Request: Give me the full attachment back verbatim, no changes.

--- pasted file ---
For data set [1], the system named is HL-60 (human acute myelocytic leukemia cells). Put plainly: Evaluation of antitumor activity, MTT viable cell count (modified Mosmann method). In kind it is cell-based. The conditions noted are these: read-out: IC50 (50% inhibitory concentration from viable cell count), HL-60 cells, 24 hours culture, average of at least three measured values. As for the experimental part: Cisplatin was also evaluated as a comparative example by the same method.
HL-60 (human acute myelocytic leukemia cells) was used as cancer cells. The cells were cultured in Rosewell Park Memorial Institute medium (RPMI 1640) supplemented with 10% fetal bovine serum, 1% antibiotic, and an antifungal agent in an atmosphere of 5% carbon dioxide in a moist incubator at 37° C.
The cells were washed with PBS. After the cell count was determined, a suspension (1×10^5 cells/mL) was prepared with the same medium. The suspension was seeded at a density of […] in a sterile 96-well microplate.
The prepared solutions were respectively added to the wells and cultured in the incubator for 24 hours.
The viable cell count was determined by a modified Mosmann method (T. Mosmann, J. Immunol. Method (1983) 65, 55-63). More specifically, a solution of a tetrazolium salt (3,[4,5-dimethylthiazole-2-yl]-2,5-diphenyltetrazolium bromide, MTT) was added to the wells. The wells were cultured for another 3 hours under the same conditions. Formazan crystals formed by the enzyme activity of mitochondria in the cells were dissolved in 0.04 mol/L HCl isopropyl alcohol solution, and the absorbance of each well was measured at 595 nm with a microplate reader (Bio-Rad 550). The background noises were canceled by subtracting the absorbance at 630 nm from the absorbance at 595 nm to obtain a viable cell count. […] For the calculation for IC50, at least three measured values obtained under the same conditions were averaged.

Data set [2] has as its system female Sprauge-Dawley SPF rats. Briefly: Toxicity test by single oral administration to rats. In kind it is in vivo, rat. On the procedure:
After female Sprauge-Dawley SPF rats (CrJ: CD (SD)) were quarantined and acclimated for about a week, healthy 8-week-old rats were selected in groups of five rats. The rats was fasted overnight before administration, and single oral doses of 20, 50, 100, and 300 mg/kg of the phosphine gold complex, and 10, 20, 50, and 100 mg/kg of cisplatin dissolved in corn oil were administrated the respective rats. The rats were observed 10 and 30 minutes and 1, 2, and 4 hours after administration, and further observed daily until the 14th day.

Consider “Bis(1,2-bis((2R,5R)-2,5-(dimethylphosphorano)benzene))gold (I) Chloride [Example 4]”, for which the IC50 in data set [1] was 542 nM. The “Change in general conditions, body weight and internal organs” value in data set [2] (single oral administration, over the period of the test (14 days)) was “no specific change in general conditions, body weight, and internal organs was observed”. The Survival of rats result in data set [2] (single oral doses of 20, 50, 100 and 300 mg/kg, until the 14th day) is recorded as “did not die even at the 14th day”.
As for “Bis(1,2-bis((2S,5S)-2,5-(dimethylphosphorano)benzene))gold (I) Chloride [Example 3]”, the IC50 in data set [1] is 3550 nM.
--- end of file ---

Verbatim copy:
For data set [1], the system named is HL-60 (human acute myelocytic leukemia cells). Put plainly: Evaluation of antitumor activity, MTT viable cell count (modified Mosmann method). In kind it is cell-based. The conditions noted are these: read-out: IC50 (50% inhibitory concentration from viable cell count), HL-60 cells, 24 hours culture, average of at least three measured values. As for the experimental part: Cisplatin was also evaluated as a comparative example by the same method.
HL-60 (human acute myelocytic leukemia cells) was used as cancer cells. The cells were cultured in Rosewell Park Memorial Institute medium (RPMI 1640) supplemented with 10% fetal bovine serum, 1% antibiotic, and an antifungal agent in an atmosphere of 5% carbon dioxide in a moist incubator at 37° C.
The cells were washed with PBS. After the cell count was determined, a suspension (1×10^5 cells/mL) was prepared with the same medium. The suspension was seeded at a density of […] in a sterile 96-well microplate.
The prepared solutions were respectively added to the wells and cultured in the incubator for 24 hours.
The viable cell count was determined by a modified Mosmann method (T. Mosmann, J. Immunol. Method (1983) 65, 55-63). More specifically, a solution of a tetrazolium salt (3,[4,5-dimethylthiazole-2-yl]-2,5-diphenyltetrazolium bromide, MTT) was added to the wells. The wells were cultured for another 3 hours under the same conditions. Formazan crystals formed by the enzyme activity of mitochondria in the cells were dissolved in 0.04 mol/L HCl isopropyl alcohol solution, and the absorbance of each well was measured at 595 nm with a microplate reader (Bio-Rad 550). The background noises were canceled by subtracting the absorbance at 630 nm from the absorbance at 595 nm to obtain a viable cell count. […] For the calculation for IC50, at least three measured values obtained under the same conditions were averaged.

Data set [2] has as its system female Sprauge-Dawley SPF rats. Briefly: Toxicity test by single oral administration to rats. In kind it is in vivo, rat. On the procedure:
After female Sprauge-Dawley SPF rats (CrJ: CD (SD)) were quarantined and acclimated for about a week, healthy 8-week-old rats were selected in groups of five rats. The rats was fasted overnight before administration, and single oral doses of 20, 50, 100, and 300 mg/kg of the phosphine gold complex, and 10, 20, 50, and 100 mg/kg of cisplatin dissolved in corn oil were administrated the respective rats. The rats were observed 10 and 30 minutes and 1, 2, and 4 hours after administration, and further observed daily until the 14th day.

Consider “Bis(1,2-bis((2R,5R)-2,5-(dimethylphosphorano)benzene))gold (I) Chloride [Example 4]”, for which the IC50 in data set [1] was 542 nM. The “Change in general conditions, body weight and internal organs” value in data set [2] (single oral administration, over the period of the test (14 days)) was “no specific change in general conditions, body weight, and internal organs was observed”. The Survival of rats result in data set [2] (single oral doses of 20, 50, 100 and 300 mg/kg, until the 14th day) is recorded as “did not die even at the 14th day”.
As for “Bis(1,2-bis((2S,5S)-2,5-(dimethylphosphorano)benzene))gold (I) Chloride [Example 3]”, the IC50 in data set [1] is 3550 nM.